Texas Tech University

Expert: Supreme Court Ruling on Same-Sex Marriage About Guaranteed Equality

George Watson

June 26, 2015

Richard Rosen has expertise in constitutional law and litigation with the federal government.

Richard Rosen

On Friday, the Supreme Court of the United States handed down a landmark decision in one of the most controversial and highly debated cases it has ever heard – same-sex marriage. The court ruled by a 5-4 vote that states cannot ban same-sex marriage, making the union legal in all 50 states.

Coming just a day after the Court upheld the Affordable Care Act, the decision comes after several lower courts overturned state bans on gay marriage only to be overruled by a federal appeals court. The Supreme Court sided with gay couples who challenged the ban, either to be able to marry, to have their out-of-state marriage legally recognized or to change birth or death certificates with their marriage status.

Richard Rosen, the Glenn D. West Endowed Professor at the Texas Tech School of Law, is available for comment on the Supreme Court's decision. He has expertise in constitutional law and litigation with the federal government.

Rick Rosen, Glenn D. West Endowed Professor of Law, (806) 834-7585 or richard.rosen@ttu.edu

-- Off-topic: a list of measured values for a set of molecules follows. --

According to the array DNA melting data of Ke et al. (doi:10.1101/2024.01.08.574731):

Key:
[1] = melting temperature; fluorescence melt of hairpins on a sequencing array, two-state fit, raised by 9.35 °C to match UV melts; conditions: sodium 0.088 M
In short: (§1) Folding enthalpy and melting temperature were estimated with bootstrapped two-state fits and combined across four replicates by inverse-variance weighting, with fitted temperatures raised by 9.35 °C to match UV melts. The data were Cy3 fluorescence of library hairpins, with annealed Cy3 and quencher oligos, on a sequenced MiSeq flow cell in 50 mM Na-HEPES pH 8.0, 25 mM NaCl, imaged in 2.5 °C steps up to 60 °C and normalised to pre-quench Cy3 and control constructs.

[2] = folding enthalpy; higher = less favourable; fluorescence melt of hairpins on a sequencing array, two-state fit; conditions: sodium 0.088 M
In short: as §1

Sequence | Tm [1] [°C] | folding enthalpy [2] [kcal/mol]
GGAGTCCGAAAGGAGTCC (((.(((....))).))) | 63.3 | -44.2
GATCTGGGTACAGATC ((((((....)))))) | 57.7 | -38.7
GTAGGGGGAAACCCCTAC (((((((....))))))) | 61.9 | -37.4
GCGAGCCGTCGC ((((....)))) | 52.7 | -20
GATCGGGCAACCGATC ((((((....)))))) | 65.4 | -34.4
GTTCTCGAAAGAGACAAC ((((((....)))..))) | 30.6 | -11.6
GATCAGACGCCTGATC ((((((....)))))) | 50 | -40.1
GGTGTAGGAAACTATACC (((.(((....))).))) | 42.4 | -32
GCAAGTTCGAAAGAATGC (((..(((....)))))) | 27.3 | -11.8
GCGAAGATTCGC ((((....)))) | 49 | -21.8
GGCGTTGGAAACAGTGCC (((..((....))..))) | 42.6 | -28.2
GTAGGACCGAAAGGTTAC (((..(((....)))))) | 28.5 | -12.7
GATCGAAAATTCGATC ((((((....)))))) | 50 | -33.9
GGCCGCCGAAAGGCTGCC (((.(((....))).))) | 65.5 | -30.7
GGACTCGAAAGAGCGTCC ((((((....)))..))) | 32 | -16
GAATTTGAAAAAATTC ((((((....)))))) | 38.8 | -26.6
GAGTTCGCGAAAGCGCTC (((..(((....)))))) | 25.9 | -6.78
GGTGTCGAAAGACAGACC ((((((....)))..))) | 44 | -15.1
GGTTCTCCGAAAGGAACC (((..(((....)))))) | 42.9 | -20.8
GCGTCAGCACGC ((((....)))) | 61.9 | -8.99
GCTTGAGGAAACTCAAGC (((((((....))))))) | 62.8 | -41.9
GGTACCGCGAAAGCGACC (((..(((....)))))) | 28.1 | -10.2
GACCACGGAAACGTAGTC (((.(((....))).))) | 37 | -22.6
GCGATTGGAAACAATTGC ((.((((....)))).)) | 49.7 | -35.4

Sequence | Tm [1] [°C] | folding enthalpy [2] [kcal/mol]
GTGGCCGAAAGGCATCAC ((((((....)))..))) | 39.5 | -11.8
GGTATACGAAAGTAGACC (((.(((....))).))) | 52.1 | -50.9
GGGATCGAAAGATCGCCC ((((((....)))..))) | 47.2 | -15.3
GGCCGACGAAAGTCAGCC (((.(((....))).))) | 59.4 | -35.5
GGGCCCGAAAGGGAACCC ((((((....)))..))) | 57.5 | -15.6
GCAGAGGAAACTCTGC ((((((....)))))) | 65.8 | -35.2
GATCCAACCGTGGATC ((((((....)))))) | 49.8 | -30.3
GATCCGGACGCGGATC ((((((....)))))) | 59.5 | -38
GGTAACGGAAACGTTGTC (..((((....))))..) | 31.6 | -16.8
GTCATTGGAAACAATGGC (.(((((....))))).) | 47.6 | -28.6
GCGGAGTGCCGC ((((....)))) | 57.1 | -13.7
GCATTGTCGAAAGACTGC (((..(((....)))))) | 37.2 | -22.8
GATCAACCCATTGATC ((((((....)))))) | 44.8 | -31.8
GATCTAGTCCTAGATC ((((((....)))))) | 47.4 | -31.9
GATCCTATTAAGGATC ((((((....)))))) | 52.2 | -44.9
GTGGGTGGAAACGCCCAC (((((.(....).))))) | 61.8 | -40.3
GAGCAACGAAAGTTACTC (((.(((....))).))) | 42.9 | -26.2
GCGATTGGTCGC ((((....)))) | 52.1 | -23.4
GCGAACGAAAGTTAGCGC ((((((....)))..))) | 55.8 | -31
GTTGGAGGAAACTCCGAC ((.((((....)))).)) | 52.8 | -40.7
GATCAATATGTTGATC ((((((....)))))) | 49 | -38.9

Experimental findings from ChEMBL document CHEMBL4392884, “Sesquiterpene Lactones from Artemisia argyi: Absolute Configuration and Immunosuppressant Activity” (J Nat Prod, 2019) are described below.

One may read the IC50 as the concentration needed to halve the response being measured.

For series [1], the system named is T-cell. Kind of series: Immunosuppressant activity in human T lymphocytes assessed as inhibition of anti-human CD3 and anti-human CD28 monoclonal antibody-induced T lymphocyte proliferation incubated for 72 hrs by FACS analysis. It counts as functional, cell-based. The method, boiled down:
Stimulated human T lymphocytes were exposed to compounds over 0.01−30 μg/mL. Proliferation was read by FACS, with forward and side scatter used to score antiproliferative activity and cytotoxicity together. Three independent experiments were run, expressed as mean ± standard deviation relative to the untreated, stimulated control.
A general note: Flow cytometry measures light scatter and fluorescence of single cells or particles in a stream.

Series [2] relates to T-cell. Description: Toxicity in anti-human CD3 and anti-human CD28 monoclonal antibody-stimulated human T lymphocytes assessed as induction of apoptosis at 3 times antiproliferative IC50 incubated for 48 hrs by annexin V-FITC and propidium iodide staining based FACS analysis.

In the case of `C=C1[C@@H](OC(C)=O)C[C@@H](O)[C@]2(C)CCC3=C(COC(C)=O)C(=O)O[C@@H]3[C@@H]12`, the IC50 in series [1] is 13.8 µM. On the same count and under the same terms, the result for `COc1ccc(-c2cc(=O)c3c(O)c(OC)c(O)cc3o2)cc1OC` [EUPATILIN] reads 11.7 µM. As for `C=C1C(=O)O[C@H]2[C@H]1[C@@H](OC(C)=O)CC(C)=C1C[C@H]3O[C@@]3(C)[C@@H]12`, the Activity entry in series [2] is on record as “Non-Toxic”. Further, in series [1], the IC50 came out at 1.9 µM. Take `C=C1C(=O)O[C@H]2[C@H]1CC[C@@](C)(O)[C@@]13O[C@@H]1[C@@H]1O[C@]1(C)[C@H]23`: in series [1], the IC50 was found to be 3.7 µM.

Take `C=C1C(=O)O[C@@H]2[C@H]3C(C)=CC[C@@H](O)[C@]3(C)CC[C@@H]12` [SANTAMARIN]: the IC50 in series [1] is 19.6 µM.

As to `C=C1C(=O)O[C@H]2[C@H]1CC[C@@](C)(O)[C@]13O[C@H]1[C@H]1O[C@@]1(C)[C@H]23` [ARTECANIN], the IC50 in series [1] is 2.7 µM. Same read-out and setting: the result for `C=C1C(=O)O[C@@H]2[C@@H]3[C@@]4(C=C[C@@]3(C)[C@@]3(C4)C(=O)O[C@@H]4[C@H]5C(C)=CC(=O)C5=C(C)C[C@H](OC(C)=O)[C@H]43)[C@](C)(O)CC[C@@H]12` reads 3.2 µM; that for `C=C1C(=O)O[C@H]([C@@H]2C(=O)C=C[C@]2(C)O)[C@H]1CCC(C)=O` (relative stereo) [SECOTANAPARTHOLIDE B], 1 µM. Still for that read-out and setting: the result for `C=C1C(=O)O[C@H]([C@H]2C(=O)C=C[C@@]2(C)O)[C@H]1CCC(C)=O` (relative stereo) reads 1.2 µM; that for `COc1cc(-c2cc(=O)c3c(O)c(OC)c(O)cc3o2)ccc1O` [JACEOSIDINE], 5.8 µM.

Talking Points

  • There are 13 states, including Texas, that still have bans on same-sex marriage, basing their arguments on religious precedence that marriage is between one man and one woman.
  • The case before the court, Obergefell v. Hodges, determined whether states have the right to ban same-sex marriage or refuse to recognize same-sex marriages from other states where it is legal.
  • The case came down to whether same-sex marriage is protected under the 14th Amendment to the Constitution of the United States, which prohibits states from denying any person in its jurisdiction equal protection of the law.
  • Plaintiffs in the case argue they should receive equal access to the constitutional right to marriage and that same-sex marriage does not damage traditional marriages. The states, meanwhile, contend the legality of marriage is a state issue and taking that away is an infringement of liberty. Plus, they argue same-sex marriage would damage the institution of marriage.
  • Justice Anthony Kennedy wrote for the majority, joined by justices Ruth Bader Ginsburg, Stephen Breyer, Sonia Sotomayor and Elena Kagan. Chief Justice John Roberts and Justice Antonin Scalia each wrote the dissents.


  • From the opinion: “The Fourteenth Amendment requires a state to license a marriage between two people of the same sex and to recognize a marriage between two people of the same sex when their marriage was lawfully licensed and performed out-of-state.”
  • “No union is more profound than marriage, for it embodies the highest ideals of love, fidelity, devotion, sacrifice and family,” Justice Anthony Kennedy wrote for the majority. “In forming a marital union, two people become something greater than they once were … Their hope is not to be condemned to live in loneliness, excluded from one of civilization's oldest institutions. They ask for equal dignity in the eyes of the law. The Constitution grants them that right.”
  • “The substance of today's decree is not of immense personal importance to me,” Justice Antonin Scalia wrote in the dissent. “But what really astounds is the hubris reflected in today's judicial putsch.”

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